Shortly after the OSSTF’s most recent contract ratification announcement, I had a conversation with one of the federation’s negotiators. I was bemoaning the state of the contract while said negotiator was explaining that this deal will work for us because this contract establishes a better starting point (over Bill 115’s imposed contract) for the next round of negotiations in 2014. I was troubled by this statement. I seem to recall our starting point for negotiations being significantly awesome prior to this contract and we managed to lose a tonne. And I can’t, for the life of me, figure out why the federation thinks the government will negotiate in good faith next time.
This doesn’t even consider the fact that our new deal has pushed the Hudakians so far right that they are talking about setting the labour movement back to pre-industrialization or that the pension has abandoned guaranteed Cost Of Living Adjustments.
Don't give up the fight!
The Argentines, who can still recall the Falkland Islands, now scoff with disdain and shake their collective heads at the High School teachers of Ontario because we were routed. Now I am not really one for war metaphors, because war is way more tragic than just about anything to which it could be compared. However, the OSSTF, in its hubris, will point to a couple of casualties on the other side of no man’s land. Bragging about taking down the Premier and Education Minister rings hollow.
The Government of Ontario no longer cares about negotiating and they frankly aren’t all that interested in occupying the moral high ground of doing what’s best for education or for its work force. Depending on the direction of the political wind, they either seek to buy teachers’ votes by playing nice or they seek to win the rest of the electorate by vilifying teachers and unions in general. Every round of negotiations for at least the past 25 years falls into one of these two categories. Heck, D. Mac even chose to go with four year contracts in the education sector, making negotiations work for the election cycle (am I the only one who thinks the Liberals wanted a two year deal in this round so they could decide whether to buy us or vilify us before the next election - assuming they had won that much drooled over minority by taking Conservative Kit-Wat’s by-election?).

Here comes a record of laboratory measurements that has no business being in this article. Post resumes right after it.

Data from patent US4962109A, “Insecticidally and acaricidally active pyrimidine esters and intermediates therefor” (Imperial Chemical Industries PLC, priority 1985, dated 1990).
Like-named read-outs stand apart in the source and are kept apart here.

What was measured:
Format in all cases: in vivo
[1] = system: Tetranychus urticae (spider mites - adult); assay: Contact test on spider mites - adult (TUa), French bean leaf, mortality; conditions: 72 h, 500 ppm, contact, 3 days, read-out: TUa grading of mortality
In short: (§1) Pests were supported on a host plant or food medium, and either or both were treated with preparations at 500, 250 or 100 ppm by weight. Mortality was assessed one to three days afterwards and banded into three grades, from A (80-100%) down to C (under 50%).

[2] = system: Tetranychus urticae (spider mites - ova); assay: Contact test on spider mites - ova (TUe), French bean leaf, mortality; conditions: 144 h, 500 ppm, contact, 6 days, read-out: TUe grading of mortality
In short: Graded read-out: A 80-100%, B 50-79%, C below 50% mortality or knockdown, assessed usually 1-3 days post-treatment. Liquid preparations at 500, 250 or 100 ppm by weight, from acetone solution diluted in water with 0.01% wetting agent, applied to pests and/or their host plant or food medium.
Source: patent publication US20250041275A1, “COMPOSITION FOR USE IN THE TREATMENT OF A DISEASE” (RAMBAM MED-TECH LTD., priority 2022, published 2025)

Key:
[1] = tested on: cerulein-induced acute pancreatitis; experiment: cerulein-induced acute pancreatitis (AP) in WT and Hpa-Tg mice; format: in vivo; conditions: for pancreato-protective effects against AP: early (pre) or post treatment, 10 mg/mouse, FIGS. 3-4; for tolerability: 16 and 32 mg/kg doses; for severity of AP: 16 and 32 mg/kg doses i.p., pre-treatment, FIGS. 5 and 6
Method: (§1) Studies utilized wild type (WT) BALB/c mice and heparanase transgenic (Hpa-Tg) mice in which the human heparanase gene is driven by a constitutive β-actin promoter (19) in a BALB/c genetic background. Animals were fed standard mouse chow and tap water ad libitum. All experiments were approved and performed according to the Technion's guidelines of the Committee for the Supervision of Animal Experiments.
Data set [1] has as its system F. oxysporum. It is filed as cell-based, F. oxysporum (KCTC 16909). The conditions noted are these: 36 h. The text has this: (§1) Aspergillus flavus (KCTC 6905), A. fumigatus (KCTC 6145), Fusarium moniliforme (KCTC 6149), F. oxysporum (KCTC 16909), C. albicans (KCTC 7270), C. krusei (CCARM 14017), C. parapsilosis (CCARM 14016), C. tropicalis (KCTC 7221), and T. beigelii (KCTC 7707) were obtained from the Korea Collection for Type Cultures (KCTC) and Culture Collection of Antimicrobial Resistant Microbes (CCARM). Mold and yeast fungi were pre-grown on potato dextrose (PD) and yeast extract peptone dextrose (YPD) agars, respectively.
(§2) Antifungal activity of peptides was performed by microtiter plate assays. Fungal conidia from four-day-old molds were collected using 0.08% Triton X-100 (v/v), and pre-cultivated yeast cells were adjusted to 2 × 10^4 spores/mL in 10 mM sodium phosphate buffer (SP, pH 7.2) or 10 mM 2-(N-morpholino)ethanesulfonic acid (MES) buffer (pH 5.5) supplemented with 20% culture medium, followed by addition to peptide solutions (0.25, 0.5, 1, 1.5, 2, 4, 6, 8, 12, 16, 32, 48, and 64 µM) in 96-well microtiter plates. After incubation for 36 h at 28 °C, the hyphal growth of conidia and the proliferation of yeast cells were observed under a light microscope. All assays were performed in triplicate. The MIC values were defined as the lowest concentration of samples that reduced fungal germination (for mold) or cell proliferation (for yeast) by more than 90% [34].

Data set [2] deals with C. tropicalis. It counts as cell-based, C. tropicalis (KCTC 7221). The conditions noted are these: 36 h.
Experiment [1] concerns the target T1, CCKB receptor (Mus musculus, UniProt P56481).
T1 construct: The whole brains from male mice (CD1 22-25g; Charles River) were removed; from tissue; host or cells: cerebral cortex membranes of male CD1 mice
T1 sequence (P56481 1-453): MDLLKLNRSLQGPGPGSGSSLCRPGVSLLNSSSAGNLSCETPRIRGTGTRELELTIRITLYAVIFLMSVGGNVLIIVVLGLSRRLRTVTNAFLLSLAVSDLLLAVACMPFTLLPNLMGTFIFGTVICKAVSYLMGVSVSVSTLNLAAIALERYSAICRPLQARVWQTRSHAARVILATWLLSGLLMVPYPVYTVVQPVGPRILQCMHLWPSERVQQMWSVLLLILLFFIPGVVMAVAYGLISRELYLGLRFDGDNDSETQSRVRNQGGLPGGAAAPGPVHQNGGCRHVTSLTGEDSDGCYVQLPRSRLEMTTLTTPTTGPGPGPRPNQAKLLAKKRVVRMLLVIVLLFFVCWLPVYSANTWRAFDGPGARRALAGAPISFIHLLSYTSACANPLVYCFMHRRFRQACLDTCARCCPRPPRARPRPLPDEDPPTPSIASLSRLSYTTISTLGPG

One of my frustrations over the years has been when I hear teachers and/or union leaders say that we as a collective cannot beat the government’s PR/Media machine. That is completely baffling to me, the government is not very good at managing the message (cite your favourite of many examples over the past 18 months). A cadre of 10 to 15 political Dr. Frankensteins sitting around Mowat Block cannot possibly overwhelm an army of historians, scientists, literature majors, artists, mathematicians, athletes, computer experts, et al. And we have to own that and walk, nay, we have to strut into negotiations like we know it.
The fact that the voting public respects politicians’ statements about education more than the opinions of educators is a problem of immeasurable significance. And the government knows this. Collectively, teachers are seen as a group of slacker summer-loving self-interested pseudo professionals. Individually, teachers are heroes. This inconsistency needs to be fixed. We need to be seen as defenders of students and of education. No government of any political stripe in Finland would ever dare trade in bashing teachers, we need to learn from the teachers who have won the respect of their nations (especially in light of Ontario being the highest achieving educational jurisdiction in the English speaking world).
Focus on the issues that matter.
The government gave the public a simple narrative about entitled teachers living the privileged life and taking the summer off. The OSSTF gave the public an obscure narrative about freedom of assembly and labour law. We should have been focusing on the government’s move to an American style education system and its attack on the middle class. (Is there a more middle class profession than teaching?) And despite the naysayers we can win the public relations battle. We have to win. The stakes are too high, and education matters too much.
[Ed 1: Read Rob's earlier guest blog on the OSSTF MOU, "A Yes Vote is Complete Surrender!" @ Vote No! ]
[Ed 2: Would you like to write a guest blog? Contact me via my gmail address at the top right of this site!]